parents' age. A patron with a torn jacket and patched scarf must have
noticed my dazed look and started an off-the-wall conversation with me, the
kind of interaction that city people know how to avoid. But it was 1982 and
I'd never seen someone toting as many oddly filled bags as this woman had
heaped on her handcart, so I answered her questions as the well-mannered
16-year-old that I was. "Potatoes!" she sang out when I told her where I
was from. "That's Idaho," I corrected her, a bit dejectedly. "Iowa is corn."
I've been correcting people on the differences between corn and potatoes and
between Idaho and Ohio, and on the route of the Mississippi River, ever since. I
sometimes wonder whether any of my impromptu geography lessons -- maps
sketched on airline napkins, countries drawn on the sands of a beach -- have
lingered with my momentary pupils. The woman nursing her McDonald's coffee
certainly hadn't seemed enlightened: "Oh, one of those places," she'd
chuckled with a little wave of her hand.
It was interesting to try on being a Seattleite. From cabbies to the
parents of friends, everyone seemed genuinely pleased to meet me, drawing
closer for insider information about the place du jour. The city had made
the cover of Newsweek and been given starring roles in several movies.
Grunge had been born and Starbuck's had begun its ascent. Whether it was a
party-goer in Chicago or a waiter in Boston, I was always getting pumped
for information from people who wanted to move westward. Talking about the
rain, Bill Gates and coffee became tiresome parts of the same tale. The
shallow repetition reminded me of how the lesser-known siblings of movie
stars must feel.
None of this is a problem with Iowa, of course. There was a short period
during the "Bridges of Madison County" craze when people, often overly made-up women, would ask horribly misinformed questions about covered bridges
(I've never seen one). But more often, the mention of Iowa leaves people
speechless. I can have a lengthy conversation with some happenstance person
at a museum or while sharing transport to the airport. We get along well,
perhaps to the point where I can even imagine having a coffee with this
person and getting to know each other better. Then comes the question, "So,
where are you from?" At my response, their face clouds as they try to
think of some interesting fact left over from high school geography. They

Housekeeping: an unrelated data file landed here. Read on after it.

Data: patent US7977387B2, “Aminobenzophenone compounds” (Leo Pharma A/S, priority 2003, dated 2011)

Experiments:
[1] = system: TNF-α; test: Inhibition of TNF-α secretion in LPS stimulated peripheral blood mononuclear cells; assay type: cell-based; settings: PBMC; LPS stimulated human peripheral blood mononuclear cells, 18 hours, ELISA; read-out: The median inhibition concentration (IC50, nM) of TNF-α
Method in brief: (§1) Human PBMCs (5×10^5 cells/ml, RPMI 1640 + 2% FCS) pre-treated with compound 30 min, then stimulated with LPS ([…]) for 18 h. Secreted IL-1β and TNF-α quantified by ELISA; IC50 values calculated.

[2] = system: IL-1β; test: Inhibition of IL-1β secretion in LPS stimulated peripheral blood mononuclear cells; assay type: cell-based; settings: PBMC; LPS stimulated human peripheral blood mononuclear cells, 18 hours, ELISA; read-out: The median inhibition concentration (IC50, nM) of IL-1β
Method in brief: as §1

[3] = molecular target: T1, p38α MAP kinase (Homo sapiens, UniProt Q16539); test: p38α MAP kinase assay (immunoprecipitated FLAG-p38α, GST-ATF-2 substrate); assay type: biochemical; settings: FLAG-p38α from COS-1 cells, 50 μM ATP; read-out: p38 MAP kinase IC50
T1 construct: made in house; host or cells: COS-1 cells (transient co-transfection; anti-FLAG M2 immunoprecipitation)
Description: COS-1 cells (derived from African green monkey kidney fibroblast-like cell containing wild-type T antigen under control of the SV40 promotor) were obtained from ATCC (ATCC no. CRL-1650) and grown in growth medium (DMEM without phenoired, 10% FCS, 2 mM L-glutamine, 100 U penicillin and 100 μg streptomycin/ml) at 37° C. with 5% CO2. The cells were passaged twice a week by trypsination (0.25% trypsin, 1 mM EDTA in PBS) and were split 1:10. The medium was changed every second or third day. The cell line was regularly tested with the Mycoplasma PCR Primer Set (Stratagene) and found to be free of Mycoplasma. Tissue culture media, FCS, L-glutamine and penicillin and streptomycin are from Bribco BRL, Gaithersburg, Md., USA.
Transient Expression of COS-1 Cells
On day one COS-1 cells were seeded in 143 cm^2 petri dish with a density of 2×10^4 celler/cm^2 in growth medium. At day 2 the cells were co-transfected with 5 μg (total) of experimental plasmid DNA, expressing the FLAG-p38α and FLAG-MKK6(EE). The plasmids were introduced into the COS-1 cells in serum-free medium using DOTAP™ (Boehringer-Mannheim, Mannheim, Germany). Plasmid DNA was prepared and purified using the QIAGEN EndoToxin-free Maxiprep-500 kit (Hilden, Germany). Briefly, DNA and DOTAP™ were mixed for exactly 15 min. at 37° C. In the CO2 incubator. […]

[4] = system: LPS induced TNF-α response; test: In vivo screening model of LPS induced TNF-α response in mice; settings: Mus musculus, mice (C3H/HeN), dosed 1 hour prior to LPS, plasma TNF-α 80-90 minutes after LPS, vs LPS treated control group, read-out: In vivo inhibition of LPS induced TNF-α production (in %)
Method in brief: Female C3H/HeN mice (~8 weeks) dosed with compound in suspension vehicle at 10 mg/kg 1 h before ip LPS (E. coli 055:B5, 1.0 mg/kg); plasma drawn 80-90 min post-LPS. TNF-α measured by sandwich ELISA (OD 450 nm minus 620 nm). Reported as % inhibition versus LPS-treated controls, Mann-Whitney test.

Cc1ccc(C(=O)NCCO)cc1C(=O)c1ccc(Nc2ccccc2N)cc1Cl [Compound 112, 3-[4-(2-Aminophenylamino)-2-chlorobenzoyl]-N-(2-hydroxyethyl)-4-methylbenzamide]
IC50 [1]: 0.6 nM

want to be polite, to have the right reply, but they're flustered. "Iowa.
Really?" they say, looking me over again to make sure they hadn't missed
some telltale sign. "How interesting."
Although I'm less defensive about it now, rarely enumerating the Ph.D.s per
capita in the college town where I live as supporting evidence of some
respectability, I'm still angered when someone is blithely dismissive. The
wife of an old college friend I met in L.A., for example, yawned when I
told her that I get daily New York Times delivery, saying that of course it
wouldn't be necessary to subscribe to the local paper since not much
happens where I live. Another friend invoked my ire when, after returning
from a three-month trip to some of the garden spots of the third world, she
refused to stop here on her way from one coast to the other. "Frankly," she
intoned, letting me in on a little secret, my husband and I had chosen an
"undesirable" place to live. I'll have to remember that, I thought, the
next time someone is throwing up on me during a crowded bus ride in the
outback of Kenya.
Though their ranks are fewer, there are others who surprise me. One New
Yorker, sporting the tiniest metal-framed glasses and the shiniest loafers,
let out a sigh, "What's it like to live in Iowa?" Before I could go into my
defense strategy, I noted the dreamy tone of his voice. I could see the
picket fences and rustic red barns floating in his eyes. When I told him
that life here is pretty good, he returned to his legal pad and tapped his
pen. "I'm sure it is," he muttered despondently. "I'm sure it is."
I have momentary doubts myself about just how dreamy it is. In the middle
of an ice storm and on the fifth day of below-zero weather, one wonders.
It's my first 24 hours in a big city, however, that most make me
reconsider. I ride high on a wave of culinary intake, thrilled by the
freshest goat cheese or the most authentic pad Thai. The shops and their
material promise are dizzying; the movie selection surpasses my wildest
hopes. But after the initial glut, I quickly get drunk on the mundane
repetition of things and money. The traffic and noise begin to take a toll
on my nerves, and people, costumed in their urban finery, look less
beautiful and more Fellini-esque. Stress creeps up and grabs me in its
hold, just as it did perpetually when I was a city-dweller. I want to go
home and walk the dog alone at midnight. I long to leave the house unlocked
with little worry. The sounds of cicadas and birds, even my neighbor Earl's
riding lawnmower, are welcome.
Flying in over the sleepy airport north of town, I look down at the fields
with their neat rows and black soil. For a moment, I'm embarrassed by the
plainness of what I see: It's so unadorned. But then my eyes refocus. I
downshift from whatever opulent scenery I've just taken in and I see the
beauty in the simplicity. My pace slows to meet the geography and I settle
back onto my true place on the map.